Pak Army still needs old Taliban `strategic assets' to counter India in Afghan backyard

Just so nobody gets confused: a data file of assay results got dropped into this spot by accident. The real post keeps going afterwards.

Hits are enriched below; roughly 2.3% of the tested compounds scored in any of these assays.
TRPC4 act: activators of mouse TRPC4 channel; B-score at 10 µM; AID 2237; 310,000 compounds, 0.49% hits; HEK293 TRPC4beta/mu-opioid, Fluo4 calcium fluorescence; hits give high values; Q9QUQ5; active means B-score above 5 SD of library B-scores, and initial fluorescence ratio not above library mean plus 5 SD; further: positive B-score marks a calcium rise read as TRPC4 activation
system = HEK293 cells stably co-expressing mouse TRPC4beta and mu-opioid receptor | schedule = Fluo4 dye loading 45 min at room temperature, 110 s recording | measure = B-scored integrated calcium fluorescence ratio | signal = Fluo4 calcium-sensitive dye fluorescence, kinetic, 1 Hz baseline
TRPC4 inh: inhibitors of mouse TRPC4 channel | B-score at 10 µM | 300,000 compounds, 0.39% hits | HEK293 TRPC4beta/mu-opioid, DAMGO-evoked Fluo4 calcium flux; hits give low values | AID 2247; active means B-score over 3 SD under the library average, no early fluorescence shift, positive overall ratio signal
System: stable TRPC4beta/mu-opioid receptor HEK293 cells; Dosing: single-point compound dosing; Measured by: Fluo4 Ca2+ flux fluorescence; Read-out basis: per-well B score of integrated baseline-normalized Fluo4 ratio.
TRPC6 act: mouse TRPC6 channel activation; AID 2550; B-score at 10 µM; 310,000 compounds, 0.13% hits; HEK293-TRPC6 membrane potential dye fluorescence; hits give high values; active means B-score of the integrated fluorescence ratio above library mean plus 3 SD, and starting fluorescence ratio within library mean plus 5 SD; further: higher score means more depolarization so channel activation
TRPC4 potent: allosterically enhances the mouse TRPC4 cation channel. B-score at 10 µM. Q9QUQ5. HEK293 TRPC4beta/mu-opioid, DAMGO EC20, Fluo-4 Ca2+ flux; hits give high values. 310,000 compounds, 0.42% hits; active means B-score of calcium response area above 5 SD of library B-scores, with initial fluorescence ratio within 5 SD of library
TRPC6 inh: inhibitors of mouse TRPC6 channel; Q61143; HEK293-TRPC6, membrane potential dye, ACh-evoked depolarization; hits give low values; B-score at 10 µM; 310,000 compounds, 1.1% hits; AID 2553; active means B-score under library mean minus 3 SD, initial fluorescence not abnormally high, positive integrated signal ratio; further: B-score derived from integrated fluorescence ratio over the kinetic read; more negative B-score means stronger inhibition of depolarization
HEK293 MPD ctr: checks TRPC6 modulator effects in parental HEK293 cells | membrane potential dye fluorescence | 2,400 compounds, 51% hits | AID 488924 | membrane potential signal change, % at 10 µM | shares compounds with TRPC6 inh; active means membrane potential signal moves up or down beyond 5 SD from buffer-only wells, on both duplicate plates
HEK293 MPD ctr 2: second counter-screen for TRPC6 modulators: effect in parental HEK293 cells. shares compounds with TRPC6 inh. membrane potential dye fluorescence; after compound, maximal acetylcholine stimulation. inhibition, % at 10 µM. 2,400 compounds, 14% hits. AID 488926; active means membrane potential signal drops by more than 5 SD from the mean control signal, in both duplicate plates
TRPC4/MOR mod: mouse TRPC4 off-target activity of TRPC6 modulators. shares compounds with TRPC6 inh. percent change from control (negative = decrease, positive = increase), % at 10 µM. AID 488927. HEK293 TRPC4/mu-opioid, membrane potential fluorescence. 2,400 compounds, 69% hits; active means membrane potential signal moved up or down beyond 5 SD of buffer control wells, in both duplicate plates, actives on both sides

The Pakistan military believes the Americans and the British will withdraw from Afghanistan - and when they do, they will need old Taliban friends such as Jalaluddin Haqqani and his son Sirajuddin to minimize the influence of India in its Afghan backyard. Several key Taliban figures are protected by the Pakistan Army, which still regards them as "strategic assets". These "assets" continue to organize attacks on NATO forces from Waziristan, unmolested or challenged by the Pakistan Army, reports The Telegraph. It is for this reason that Islamabad has turned a blind eye to the presence of Mullah Omar's Quetta Shura, the ruling council that coordinates the Taliban insurgency in Afghanistan from a hideout close to the Balochistan state capital. Although Pakistan's military chiefs have been talking about an "imminent" assault since last June, all the evidence has pointed to deep reluctance to launch a massive ground offensive they believe will provoke an overwhelming backlash with suicide bombings and fidayeen commando attacks throughout the country. It was the Taliban's new leader, Hakimullah Mehsud, who finally forced a decision upon the army when his militants launched a daring commando raid into the army's headquarters in Rawalpindi. Just 10 fidayeen gunmen shot their way into the GHQ, seized 42 hostages, and killed 14 soldiers and civilians in a 22-hour siege. The real humiliation for the army is that most of these raids were shown, shot by shot, on live television news channels. Hakimullah's challenge could not have been more forceful or more public. Hakimullah's onslaught questioned the military's invincibility, and army chief, General Ashfaq Kiyani, could not let that challenge pass.

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